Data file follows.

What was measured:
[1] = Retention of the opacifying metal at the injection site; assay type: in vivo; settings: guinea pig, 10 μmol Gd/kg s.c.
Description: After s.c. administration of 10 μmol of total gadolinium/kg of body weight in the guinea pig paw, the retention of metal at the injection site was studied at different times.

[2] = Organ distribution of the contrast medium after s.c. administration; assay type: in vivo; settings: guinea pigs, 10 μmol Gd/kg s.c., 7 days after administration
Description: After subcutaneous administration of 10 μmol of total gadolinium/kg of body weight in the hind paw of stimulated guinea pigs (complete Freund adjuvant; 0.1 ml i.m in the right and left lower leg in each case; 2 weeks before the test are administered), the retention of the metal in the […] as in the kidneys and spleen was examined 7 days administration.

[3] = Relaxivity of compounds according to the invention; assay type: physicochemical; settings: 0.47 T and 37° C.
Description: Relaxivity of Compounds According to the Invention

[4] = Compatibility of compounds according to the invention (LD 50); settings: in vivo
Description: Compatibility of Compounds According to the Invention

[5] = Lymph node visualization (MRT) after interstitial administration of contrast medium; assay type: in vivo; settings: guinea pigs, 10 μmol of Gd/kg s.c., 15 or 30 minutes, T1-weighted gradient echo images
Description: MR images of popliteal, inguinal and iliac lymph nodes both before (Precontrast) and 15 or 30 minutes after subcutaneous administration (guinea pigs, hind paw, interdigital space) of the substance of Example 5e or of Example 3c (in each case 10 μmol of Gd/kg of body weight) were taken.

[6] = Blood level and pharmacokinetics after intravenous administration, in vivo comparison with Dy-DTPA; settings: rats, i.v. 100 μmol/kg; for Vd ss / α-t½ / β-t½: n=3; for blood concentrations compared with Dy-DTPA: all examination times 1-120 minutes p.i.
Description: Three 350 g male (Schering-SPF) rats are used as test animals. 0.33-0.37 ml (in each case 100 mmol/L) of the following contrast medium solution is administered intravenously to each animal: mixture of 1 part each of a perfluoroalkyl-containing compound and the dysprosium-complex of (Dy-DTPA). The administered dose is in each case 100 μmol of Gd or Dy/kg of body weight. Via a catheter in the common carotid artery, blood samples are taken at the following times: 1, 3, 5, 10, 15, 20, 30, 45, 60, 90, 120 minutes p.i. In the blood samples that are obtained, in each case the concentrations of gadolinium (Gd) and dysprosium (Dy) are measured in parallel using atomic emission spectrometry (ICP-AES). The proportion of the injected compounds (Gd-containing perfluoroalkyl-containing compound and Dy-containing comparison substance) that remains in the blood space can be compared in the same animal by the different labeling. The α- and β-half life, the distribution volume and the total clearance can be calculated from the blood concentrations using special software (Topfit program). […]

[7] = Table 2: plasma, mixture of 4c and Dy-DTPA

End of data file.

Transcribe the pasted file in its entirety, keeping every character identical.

What was measured:
[1] = Retention of the opacifying metal at the injection site; assay type: in vivo; settings: guinea pig, 10 μmol Gd/kg s.c.
Description: After s.c. administration of 10 μmol of total gadolinium/kg of body weight in the guinea pig paw, the retention of metal at the injection site was studied at different times.

[2] = Organ distribution of the contrast medium after s.c. administration; assay type: in vivo; settings: guinea pigs, 10 μmol Gd/kg s.c., 7 days after administration
Description: After subcutaneous administration of 10 μmol of total gadolinium/kg of body weight in the hind paw of stimulated guinea pigs (complete Freund adjuvant; 0.1 ml i.m in the right and left lower leg in each case; 2 weeks before the test are administered), the retention of the metal in the […] as in the kidneys and spleen was examined 7 days administration.

[3] = Relaxivity of compounds according to the invention; assay type: physicochemical; settings: 0.47 T and 37° C.
Description: Relaxivity of Compounds According to the Invention

[4] = Compatibility of compounds according to the invention (LD 50); settings: in vivo
Description: Compatibility of Compounds According to the Invention

[5] = Lymph node visualization (MRT) after interstitial administration of contrast medium; assay type: in vivo; settings: guinea pigs, 10 μmol of Gd/kg s.c., 15 or 30 minutes, T1-weighted gradient echo images
Description: MR images of popliteal, inguinal and iliac lymph nodes both before (Precontrast) and 15 or 30 minutes after subcutaneous administration (guinea pigs, hind paw, interdigital space) of the substance of Example 5e or of Example 3c (in each case 10 μmol of Gd/kg of body weight) were taken.

[6] = Blood level and pharmacokinetics after intravenous administration, in vivo comparison with Dy-DTPA; settings: rats, i.v. 100 μmol/kg; for Vd ss / α-t½ / β-t½: n=3; for blood concentrations compared with Dy-DTPA: all examination times 1-120 minutes p.i.
Description: Three 350 g male (Schering-SPF) rats are used as test animals. 0.33-0.37 ml (in each case 100 mmol/L) of the following contrast medium solution is administered intravenously to each animal: mixture of 1 part each of a perfluoroalkyl-containing compound and the dysprosium-complex of (Dy-DTPA). The administered dose is in each case 100 μmol of Gd or Dy/kg of body weight. Via a catheter in the common carotid artery, blood samples are taken at the following times: 1, 3, 5, 10, 15, 20, 30, 45, 60, 90, 120 minutes p.i. In the blood samples that are obtained, in each case the concentrations of gadolinium (Gd) and dysprosium (Dy) are measured in parallel using atomic emission spectrometry (ICP-AES). The proportion of the injected compounds (Gd-containing perfluoroalkyl-containing compound and Dy-containing comparison substance) that remains in the blood space can be compared in the same animal by the different labeling. The α- and β-half life, the distribution volume and the total clearance can be calculated from the blood concentrations using special software (Topfit program). […]

[7] = Table 2: plasma, mixture of 4c and Dy-DTPA